In countries like East Germany in the twentieth century, decisions about both what to produce — and which products to import from abroad — were made by a few state officials. Beyond being objectionably undemocratic, it was wildly inefficient. This wasn’t the only reason for the understocked shelves at Soviet-bloc grocery stores — geopolitical clashes with the West often played a role — but it was a major part of the problem. It’s a part we need to take seriously if we’re serious about achieving a form of socialism where we distribute the abundance created by a globally integrated modern economy in a more egalitarian way, instead of drastically shrinking it.
It’s far from clear that having planning decisions be made by a freely elected government rather than an authoritarian state would suffice to get around these problems. Elections are blunt instruments, and it’s unlikely that the voters periodically throwing out governments that did a bad overall job with the economy would make the system as a whole much better at coordinating production with the fine-grained preferences of individual consumers.
This consideration has led many socialist thinkers who’ve grappled with these issues — people like The Economics of Feasible Socialism author Alec Nove and After Capitalism author David Schweickart — to conclude that even after we abolish capitalist labor markets through social ownership of the means of production, we’ll still need a market for consumer goods. Concretely, this could mean that the “commanding heights” of the economy (like energy and banking) are taken under the umbrella of state planning, as well as sectors like health care and education in which market-less state planning has already been successfully beta-tested even in many capitalist countries — but goods like bananas are produced by private or semiprivate worker-owned firms. “Voting” with price signals about which such goods should be made might not be so bad given an at least relatively much more even distribution of “votes.”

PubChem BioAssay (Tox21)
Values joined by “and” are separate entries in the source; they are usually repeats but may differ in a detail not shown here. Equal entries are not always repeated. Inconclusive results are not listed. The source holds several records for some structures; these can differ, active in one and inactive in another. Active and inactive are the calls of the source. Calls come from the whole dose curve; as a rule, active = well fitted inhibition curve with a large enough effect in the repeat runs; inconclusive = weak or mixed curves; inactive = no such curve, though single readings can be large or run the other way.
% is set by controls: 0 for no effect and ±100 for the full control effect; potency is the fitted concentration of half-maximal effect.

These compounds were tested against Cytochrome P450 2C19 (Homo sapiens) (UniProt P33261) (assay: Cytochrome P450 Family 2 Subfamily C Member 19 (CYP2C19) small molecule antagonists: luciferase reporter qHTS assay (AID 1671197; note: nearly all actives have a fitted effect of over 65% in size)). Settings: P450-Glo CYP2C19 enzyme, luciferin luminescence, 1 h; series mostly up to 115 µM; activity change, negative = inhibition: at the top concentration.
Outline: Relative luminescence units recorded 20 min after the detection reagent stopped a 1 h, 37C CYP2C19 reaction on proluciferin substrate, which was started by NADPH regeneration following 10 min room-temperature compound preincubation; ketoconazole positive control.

Not everyone who’s thought hard about these issues has come to the same conclusion. The “parecon” (participatory democracy) model proposed by Michael Albert and Robin Hanhel, for example, involves an elaborate system for coordination between consumer councils and worker councils, with the consumer councils aggregating individual requests made by their members. That model sounds to me like it would involve an awful lot of time trying to figure out future needs and arguing about such requests with people who don’t need to be peering over my shoulder at my shopping list, but maybe advancing technology will allow enough of this process to be anonymized and automated to sound more efficient and attractive.
I’m agnostic about how far in the direction of totally market-less planning we could go — or want to go — in an advanced socialist future. But for right now, let’s assume markets for consumer goods as a starting point. Would we still have cheap and abundant bananas in countries too distant from the equator for many bananas to be locally produced?
Producing the Bananas
I’m deeply unconvinced by the argument that socialism would mean that Germans and Ohioans couldn’t have bananas. I don’t even think that prediction is particularly likely, and I certainly don’t see where confidence about it comes from. But I want to give people a sense of the strongest version of the argument.
Given a global transition to social ownership plus consumer markets, or even a truly optimistic scenario involving market-less parecon-style consumer councils in Germany and Ohio coordinating with workers councils as far away as Ecuador, there’s no reason to think that a transition to global socialism would mean reduced demand for bananas. In fact, I’m cautiously optimistic that healthier diets would be more widespread in a world with less financial stress and more time for people to plan out their meals, and thus that demand for bananas and other fresh fruit would considerably increase. The reason Socialist Banana Skeptics believe that Germans and Ohioans would have to learn how to live without bananas in a socialist future is that they predict that the supply would dramatically decrease.
Why not? Well, it’s certainly true that under global capitalism countries where labor is cheap often achieve this cheapness through horrifying mechanisms. Banana-producing countries like Ecuador, Colombia, Costa Rica, and Guatemala have labor laws that leave a lot to be desired — and enforcement that leaves even more. Efforts to organize unions on banana-producing plantations are often suppressed with physical violence, workers are rarely paid overtime, and big producers like Dole and Del Monte use shenanigans like keeping workers on through a long string of short-term contracts, “which allows [employers] to avoid paying for otherwise legally-mandated benefits and prevents these employees from organizing and collectively bargaining for better working conditions and benefits.”